Posts Tagged ‘EFDD’

When analyzing connected computers, one may be tempted to pull the plug and bring the PC to the lab for in-depth research. This strategy carries risks that may overweigh the benefits. In this article we’ll discuss what exactly you may be losing when pulling the plug.

Released back in 2013, VeraCrypt picks up where TrueCrypt left off. Supporting more encryption algorithms, more hash functions and a variable number of hash iterations, VeraCrypt is the default choice for the security conscious. VeraCrypt has no known weaknesses except one: once the encrypted disk is mounted, the symmetric, on-the-fly encryption key must be kept in the computer’s RAM in order to read and write encrypted data. A recent change in VeraCrypt made OTF key extraction harder, while the latest update to Elcomsoft Forensic Disk Decryptor attempts to counter the effect of the change. Who is going to win this round?

Investigating a BitLocker-encrypted hard drive can be challenging, especially if the encryption keys are protected by the computer’s hardware protection, the TPM. In this article, we’ll talk about the protection that TPM chips provide to BitLocker volumes, and discuss vulnerabilities found in today’s TPM modules.

As opposed to live system analysis, experts performing the cold analysis are not dealing with authenticated user sessions. Instead, cold analysis can be viewed as an intermediary measure with live system analysis on the one end and the examination of a forensic disk image on another. Why and when would you use cold system analysis, what can you do and what benefits does it bring compared to the traditional approach? Read along to find out.

Accessing a locked system is always a challenge. Encrypted disks and encrypted virtual machines, encrypted files and passwords are just a few things to mention. In this article we are proposing a straightforward workflow for investigating computers in the field.

Breaking LUKS Encryption

August 18th, 2020 by Oleg Afonin

LUKS encryption is widely used in various Linux distributions to protect disks and create encrypted containers. Being a platform-independent, open-source specification, LUKS can be viewed as an exemplary implementation of disk encryption. Offering the choice of multiple encryption algorithms, several modes of encryption and several hash functions to choose from, LUKS is one of the tougher disk encryption systems to break. Learn how to deal with LUKS encryption in Windows and how to break in with distributed password attacks.

The wide spread of full-disk encryption makes live system analysis during incident response a challenge, but also an opportunity. A timely detection of full-disk encryption or a mounted crypto container allows experts take extra steps to secure access to encrypted evidence before pulling the plug. What steps are required and how to tell if the system is using full-disk encryption? “We have a tool for that”.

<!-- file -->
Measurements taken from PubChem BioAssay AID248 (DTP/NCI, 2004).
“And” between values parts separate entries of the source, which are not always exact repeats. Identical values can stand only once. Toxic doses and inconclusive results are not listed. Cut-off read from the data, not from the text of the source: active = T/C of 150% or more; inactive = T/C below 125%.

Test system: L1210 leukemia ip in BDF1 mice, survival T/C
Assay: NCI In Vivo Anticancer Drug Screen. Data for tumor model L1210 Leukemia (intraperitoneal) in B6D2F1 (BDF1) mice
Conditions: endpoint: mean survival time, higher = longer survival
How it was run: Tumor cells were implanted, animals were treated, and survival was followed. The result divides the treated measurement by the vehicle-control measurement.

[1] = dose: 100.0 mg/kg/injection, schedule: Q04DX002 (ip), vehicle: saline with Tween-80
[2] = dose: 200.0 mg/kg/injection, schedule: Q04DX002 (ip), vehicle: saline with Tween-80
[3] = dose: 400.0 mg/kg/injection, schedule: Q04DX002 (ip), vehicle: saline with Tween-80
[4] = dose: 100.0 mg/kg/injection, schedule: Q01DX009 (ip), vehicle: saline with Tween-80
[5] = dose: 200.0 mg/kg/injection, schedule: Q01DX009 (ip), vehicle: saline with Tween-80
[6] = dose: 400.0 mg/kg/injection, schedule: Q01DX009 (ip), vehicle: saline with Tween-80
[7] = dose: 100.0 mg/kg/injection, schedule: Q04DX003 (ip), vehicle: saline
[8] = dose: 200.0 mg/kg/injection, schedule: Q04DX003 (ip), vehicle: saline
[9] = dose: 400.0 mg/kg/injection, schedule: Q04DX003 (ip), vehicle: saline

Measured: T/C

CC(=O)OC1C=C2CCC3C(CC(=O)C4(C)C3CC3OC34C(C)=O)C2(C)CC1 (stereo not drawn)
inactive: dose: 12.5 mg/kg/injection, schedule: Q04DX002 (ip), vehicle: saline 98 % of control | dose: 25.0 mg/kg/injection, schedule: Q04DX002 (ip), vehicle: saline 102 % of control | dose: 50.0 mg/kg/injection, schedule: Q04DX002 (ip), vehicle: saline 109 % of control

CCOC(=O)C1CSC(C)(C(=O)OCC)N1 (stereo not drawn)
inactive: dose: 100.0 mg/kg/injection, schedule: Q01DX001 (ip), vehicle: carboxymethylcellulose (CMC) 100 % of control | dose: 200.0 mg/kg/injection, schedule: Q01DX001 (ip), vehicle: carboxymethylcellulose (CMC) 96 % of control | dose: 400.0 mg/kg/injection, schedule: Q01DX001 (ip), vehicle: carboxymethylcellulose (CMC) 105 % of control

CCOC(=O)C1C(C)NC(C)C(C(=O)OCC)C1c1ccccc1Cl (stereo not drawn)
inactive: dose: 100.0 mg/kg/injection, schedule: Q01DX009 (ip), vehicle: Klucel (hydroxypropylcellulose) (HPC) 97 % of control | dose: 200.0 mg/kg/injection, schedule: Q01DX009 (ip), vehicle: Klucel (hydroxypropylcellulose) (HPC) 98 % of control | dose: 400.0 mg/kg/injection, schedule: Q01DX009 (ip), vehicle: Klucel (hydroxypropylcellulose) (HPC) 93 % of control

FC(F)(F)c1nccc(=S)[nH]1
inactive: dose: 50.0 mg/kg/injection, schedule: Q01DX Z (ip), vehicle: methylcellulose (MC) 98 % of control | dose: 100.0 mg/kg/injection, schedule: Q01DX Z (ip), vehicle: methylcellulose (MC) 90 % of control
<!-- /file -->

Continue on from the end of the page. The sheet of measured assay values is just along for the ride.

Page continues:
There is a bit of confusion about our software designed to allow breaking into password-protected systems, files, documents, and encrypted containers. We have as many as three products (and five different tools) dealing with the matter: Elcomsoft Forensic Disk Decryptor (with an unnamed memory dumping tool), Elcomsoft System Recovery and Elcomsoft Distributed Password Recovery, which also includes Elcomsoft Hash Extractor as part of the package. Let’s briefly go through all of them. Hopefully it will help you select the right product for your needs and save time in your investigation.

BitLocker is one of the most advanced and most commonly used volume encryption solutions. BitLocker is well-studied and extensively documented solution with few known vulnerabilities and a limited number of possible vectors of attack. BitLocker volumes may be protected with one or more protectors such as the hardware-bound TPM, user-selectable password, USB key, or combination thereof. Attacking the password is only possible in one of these cases, while other protectors require a very different set of attacks. Learn how to approach BitLocker volumes depending on the type of protector.

VeraCrypt is a de-facto successor to TrueCrypt, one of the most popular cryptographic tools for full-disk encryption of internal and external storage devices. Compared to TrueCrypt, which it effectively replaced, VeraCrypt employs a newer and more secure format for encrypted containers, and significantly expands the number of supported encryption algorithms and hash functions. Learn how to break VeraCrypt containers with distributed password attacks.